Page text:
With high school basketball practice having started Monday, I wanted to pass along a few notes about Bowling Green junior center Joseph Ayers.
BG coach D.G. Sherrill is expecting Ayers, who stands 6 feet 8 inches, to draw some attention this season as he continues to progress. Based on conversations this summer, Western Kentucky is among those that Sherrill thinks will be keeping a close eye, he said.
“He’s a kid that I think will have a handful of schools watching him this year,” Sherrill said. “I think he has to have a strong year. He had a great summer, so there was some interest. He’s 6-8, he’s very athletic, he’s a great finisher. He’s a great student, so I think if he develops, there will be even more interest.”
Ayers, who grew quickly and weighs about 175 pounds “soaking wet,” Sherrill said, averaged 3.7 points and 2.7 rebounds as a sophomore during BG’s run to a Region 4 title and state tournament appearance.
He shot 55.2 percent from the field – the highest mark on the team – while taking the eighth most shots for the Purples.
“He has to get better and get stronger,” Sherrill said. “He can’t help some being as thin as he is, so that’s not going to happen overnight. His physical strength has to get a lot better. He’s grown so fast. He could get a little more tenacious on defense, but he’s a great shot-blocker. He also needs a little more diversified offensive game. He’s a great free-throw shooter, so he’s got to be able to pull that 15-footer consistently.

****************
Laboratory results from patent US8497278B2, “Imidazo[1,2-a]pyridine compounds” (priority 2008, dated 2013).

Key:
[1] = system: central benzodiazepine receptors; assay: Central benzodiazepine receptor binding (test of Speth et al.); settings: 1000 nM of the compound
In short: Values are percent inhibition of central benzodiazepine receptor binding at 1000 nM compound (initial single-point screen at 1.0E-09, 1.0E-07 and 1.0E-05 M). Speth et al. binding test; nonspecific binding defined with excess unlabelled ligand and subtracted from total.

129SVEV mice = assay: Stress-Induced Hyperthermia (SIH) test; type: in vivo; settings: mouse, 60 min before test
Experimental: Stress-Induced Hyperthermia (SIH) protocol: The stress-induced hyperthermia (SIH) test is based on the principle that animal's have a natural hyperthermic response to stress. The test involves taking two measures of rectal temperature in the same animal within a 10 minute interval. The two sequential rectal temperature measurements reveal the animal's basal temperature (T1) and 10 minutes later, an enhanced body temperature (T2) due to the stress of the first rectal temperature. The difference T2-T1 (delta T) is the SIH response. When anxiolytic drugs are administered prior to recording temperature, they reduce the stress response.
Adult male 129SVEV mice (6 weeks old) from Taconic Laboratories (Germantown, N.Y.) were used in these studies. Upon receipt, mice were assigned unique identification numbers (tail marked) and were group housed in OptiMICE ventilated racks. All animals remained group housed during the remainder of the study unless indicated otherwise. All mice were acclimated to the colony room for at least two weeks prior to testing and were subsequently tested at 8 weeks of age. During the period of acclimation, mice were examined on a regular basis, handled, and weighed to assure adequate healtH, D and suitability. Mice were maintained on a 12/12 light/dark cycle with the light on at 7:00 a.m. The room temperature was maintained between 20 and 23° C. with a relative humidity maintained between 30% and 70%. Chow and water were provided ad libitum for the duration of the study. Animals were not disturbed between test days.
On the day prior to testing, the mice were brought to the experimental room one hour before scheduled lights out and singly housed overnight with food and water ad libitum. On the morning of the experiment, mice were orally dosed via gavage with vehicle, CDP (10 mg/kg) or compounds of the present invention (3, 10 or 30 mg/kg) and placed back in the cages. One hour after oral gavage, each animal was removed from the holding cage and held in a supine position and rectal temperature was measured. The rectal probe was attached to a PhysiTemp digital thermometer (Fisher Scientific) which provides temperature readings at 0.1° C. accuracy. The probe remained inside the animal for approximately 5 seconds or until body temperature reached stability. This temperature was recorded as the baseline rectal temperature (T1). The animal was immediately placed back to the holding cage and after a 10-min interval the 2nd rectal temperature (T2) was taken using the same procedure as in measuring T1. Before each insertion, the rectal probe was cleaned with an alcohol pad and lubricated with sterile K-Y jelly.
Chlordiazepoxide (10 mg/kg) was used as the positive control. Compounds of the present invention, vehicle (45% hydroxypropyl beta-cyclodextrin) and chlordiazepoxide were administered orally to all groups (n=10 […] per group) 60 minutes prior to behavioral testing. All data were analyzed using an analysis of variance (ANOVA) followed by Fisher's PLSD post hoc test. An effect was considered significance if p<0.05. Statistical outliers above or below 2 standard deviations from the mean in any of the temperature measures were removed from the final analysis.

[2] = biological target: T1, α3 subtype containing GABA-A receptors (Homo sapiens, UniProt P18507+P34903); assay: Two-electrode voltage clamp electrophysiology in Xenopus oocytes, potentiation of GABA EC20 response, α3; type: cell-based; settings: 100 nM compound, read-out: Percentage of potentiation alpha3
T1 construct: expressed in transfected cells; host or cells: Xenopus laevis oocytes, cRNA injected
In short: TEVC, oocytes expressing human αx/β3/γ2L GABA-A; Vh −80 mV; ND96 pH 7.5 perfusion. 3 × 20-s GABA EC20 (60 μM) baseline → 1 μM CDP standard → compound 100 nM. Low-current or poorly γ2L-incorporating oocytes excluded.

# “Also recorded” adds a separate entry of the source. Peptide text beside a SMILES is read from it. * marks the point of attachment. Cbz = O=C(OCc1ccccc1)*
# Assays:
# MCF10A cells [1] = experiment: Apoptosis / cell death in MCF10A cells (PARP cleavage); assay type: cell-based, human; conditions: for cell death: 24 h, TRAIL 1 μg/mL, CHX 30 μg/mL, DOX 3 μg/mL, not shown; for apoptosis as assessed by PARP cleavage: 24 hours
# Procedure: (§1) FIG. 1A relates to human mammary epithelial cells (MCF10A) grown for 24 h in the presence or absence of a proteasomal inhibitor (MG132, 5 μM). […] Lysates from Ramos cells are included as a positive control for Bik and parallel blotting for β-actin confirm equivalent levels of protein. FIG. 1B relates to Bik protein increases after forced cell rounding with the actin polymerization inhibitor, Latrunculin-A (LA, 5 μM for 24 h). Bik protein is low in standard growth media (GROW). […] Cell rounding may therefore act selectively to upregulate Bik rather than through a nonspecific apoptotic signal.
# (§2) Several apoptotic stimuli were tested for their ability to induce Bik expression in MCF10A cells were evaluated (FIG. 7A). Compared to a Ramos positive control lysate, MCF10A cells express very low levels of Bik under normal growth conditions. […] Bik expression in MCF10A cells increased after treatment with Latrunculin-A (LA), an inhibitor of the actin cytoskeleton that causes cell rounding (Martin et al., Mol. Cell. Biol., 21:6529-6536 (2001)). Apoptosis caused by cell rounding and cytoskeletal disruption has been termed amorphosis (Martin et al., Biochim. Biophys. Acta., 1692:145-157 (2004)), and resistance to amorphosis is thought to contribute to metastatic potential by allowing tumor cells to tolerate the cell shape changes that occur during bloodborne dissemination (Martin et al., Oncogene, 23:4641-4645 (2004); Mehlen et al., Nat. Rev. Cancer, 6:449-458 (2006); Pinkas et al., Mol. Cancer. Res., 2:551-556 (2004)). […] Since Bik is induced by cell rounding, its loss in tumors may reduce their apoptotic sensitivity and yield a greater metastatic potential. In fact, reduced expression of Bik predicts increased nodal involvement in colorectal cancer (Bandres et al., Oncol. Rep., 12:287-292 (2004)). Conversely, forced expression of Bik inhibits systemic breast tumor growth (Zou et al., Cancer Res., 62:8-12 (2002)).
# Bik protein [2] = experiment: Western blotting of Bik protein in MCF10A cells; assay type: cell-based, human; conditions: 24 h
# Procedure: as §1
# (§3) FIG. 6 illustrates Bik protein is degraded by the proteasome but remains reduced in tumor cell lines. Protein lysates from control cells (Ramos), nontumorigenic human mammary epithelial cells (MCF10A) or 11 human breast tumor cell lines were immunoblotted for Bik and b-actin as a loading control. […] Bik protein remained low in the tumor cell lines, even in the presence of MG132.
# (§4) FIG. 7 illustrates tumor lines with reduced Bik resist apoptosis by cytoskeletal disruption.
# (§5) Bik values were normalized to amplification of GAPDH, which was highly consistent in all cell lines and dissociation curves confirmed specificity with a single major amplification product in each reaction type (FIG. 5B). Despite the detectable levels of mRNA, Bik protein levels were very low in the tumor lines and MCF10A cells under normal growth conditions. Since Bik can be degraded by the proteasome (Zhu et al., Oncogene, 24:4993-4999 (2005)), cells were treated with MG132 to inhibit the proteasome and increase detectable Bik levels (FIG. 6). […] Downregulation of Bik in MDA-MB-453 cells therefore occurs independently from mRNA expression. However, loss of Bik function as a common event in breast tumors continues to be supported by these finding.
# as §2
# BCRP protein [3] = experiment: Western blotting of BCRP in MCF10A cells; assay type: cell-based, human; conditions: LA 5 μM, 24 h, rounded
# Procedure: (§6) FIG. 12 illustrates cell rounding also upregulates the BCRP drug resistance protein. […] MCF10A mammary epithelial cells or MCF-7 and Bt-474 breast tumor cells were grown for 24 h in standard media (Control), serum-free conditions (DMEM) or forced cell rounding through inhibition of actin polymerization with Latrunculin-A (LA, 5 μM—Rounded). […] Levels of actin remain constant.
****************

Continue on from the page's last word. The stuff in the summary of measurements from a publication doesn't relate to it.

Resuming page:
“He already runs the floor very well and is a good on-the-ball guy, and he’s so intelligent that he p
icks things up very quickly. But the physicality of the college game is where he has room to grow.”
Ayers is the nephew of Randy Ayers, who played at Miami (Ohio) University and was later a head coach, most prominently with
Ohio State and the NBA’s Philadelphia 76ers. He’s currently an assistant with the New Orleans Hornets.
Joseph Ayers will have the opportunity for some good exposure this season, as the Purples will be one of the favorites to win Region 4 again and will play in the prestigious King of the Bluegrass tournament in December at Fairdale High School in Louisville.
“He knows there’s a lot of work to do,” Sherrill said. “There’s a bright side for him if he can get things going the right way.”